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Jazz, as an “in the moment” form, often benefits from live recordings. Encouraged by the energy of an attentive and enthusiastic audience, performers often reach artistic levels that are difficult to attain in the more sterile surroundings of the recording studio. However, some performances are better seen, better experienced , than committed to disk for posterity. Such is the case with Joshua Samson & Extended Lifestream’s Living the Life at the North Sea Jazz Festival ; an album that tries too hard in concept to work on record, but was likely a lot of fun to see and hear in the flesh.
Part of the problem stems with percussionist Samson’s need to explore such a wide range of ethnic variety that there is ultimately a loss in focus. Opening with an ethnic solo piece on tuned percussion, “4 Pete” then moves into "passionara/brim of the day," a piano/percussion duet with Marc van Roon that owes something to the neoclassicism of Ketil Bjornstad; “1 of 2” pairs Samson with Maarten Ornstein’s grinata, an ethnic excursion into India and all points east. “K & J,” a quintet number with a more traditional drums/bass/piano/trumpet/saxophone lineup, has its roots in cool jazz, whereas “6,” despite the ethnic percussion of the Art in Rhythm players, playfully places a modal workout in Afro Cuban territory. “Joshua San” opens with a free exchange before settling into Brazilian territory with van Roon on melodica.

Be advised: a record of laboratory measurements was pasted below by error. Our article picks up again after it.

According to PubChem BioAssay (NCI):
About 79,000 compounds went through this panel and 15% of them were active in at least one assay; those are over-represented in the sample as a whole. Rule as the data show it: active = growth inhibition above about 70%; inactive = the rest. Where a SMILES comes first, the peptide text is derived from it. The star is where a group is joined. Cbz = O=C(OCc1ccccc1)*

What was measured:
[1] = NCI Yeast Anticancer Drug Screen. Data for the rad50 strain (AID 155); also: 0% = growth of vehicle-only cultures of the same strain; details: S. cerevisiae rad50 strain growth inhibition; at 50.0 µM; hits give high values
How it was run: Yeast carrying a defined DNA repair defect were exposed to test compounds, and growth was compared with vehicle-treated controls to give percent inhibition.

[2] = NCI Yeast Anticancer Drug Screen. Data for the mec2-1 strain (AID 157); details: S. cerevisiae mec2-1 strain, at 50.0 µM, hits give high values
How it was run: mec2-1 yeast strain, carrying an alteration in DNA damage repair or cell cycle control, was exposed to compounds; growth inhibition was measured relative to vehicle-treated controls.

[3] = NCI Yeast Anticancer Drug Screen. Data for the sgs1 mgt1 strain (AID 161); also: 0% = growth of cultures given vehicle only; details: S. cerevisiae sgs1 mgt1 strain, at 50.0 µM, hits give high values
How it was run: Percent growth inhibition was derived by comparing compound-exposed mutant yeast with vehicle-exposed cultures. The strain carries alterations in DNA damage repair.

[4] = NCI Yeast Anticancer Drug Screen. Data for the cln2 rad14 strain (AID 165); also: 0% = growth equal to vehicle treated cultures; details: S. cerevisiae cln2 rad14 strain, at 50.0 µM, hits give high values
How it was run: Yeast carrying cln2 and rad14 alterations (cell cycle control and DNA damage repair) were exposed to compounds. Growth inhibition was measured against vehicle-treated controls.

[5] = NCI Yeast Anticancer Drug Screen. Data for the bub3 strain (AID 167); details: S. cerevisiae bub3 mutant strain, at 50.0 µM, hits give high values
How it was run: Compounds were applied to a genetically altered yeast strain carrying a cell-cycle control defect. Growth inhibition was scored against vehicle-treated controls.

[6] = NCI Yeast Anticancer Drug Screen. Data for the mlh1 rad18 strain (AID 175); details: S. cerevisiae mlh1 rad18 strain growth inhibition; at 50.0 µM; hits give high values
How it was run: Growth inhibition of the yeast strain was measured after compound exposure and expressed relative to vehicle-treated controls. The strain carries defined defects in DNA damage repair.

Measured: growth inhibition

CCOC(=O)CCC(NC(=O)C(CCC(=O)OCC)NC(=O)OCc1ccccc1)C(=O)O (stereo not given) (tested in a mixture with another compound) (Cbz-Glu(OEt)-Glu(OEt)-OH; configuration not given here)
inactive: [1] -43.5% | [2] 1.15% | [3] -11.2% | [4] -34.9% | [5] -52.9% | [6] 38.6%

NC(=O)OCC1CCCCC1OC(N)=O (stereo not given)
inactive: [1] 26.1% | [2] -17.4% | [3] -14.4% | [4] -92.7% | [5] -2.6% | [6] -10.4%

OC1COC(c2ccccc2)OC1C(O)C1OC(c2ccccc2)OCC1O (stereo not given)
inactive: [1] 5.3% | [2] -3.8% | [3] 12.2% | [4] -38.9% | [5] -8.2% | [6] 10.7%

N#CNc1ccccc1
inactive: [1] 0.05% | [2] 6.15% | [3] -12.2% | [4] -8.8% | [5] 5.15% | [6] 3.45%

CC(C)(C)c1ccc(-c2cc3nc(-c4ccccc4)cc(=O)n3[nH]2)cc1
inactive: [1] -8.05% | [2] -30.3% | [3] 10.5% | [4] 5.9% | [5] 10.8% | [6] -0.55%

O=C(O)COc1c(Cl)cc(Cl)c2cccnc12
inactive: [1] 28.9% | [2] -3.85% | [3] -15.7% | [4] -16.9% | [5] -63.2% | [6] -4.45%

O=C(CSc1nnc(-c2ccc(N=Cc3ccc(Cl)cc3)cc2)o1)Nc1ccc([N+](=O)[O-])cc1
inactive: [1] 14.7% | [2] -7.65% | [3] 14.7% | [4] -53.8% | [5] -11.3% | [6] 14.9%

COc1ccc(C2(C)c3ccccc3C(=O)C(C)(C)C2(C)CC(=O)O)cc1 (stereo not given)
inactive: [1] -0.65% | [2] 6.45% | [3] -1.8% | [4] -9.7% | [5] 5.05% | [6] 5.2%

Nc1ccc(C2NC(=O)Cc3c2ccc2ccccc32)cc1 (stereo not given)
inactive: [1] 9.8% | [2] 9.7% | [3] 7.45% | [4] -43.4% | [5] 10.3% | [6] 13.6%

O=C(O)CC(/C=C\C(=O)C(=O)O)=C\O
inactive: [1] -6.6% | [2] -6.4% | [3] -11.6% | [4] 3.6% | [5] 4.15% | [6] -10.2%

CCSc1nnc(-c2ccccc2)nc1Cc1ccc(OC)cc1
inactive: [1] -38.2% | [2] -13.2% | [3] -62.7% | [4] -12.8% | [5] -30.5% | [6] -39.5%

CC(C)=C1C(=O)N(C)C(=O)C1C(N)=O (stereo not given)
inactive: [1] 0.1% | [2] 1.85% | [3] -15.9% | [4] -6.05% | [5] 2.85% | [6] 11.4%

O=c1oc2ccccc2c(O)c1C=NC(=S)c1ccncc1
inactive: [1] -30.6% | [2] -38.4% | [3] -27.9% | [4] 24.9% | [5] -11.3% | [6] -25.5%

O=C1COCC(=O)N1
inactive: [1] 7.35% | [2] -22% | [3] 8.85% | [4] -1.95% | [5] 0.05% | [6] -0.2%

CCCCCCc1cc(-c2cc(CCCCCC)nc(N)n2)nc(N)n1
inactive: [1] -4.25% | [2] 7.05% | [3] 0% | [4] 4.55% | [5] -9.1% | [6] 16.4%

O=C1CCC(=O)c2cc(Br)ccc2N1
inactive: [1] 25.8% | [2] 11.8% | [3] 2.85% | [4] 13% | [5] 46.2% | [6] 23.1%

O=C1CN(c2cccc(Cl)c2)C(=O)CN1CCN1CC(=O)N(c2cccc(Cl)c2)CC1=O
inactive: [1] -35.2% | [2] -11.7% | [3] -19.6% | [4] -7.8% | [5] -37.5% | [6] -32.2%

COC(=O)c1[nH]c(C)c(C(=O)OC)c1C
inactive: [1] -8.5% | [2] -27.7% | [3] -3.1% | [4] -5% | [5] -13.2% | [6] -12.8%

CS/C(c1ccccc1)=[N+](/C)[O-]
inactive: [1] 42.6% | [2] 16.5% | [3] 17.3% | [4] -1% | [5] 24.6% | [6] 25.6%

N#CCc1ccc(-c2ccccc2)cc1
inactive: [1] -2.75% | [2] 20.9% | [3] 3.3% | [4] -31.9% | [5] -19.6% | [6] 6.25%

These are skilled players one and all, and with enough breadth in their respective repertoires to come off with reasonable authenticity; each track works within its own context, but when everything is brought together there is little to unify and little to distinguish itself. Attending the performance was likely another experience altogether; there is clearly enough excitement generated that, when coupled with the event orientation of the project complete with dancers, actors and an artist creating a large image in real time to bring things to life visually, the evening must have been both captivating and memorable. And for those who attended the show, a recorded document of the night would be the perfect memento. However, when faced with nothing more than an aural reproduction of the evening, the whole thing falls short. Even the closer, “desert vibes,” which tries to link some of the many musical styles covered in the rest of the show, feels like too little too late.
There is nothing wrong with diversity on a record, but there has to be an underlying musical philosophy that draws it together and, sadly, that is where Living the Life at the North Sea Jazz Festival comes up short. Still, it must have been very exciting to be in the audience; and for those who attended the show this record will serve as a wonderful souvenir of the event.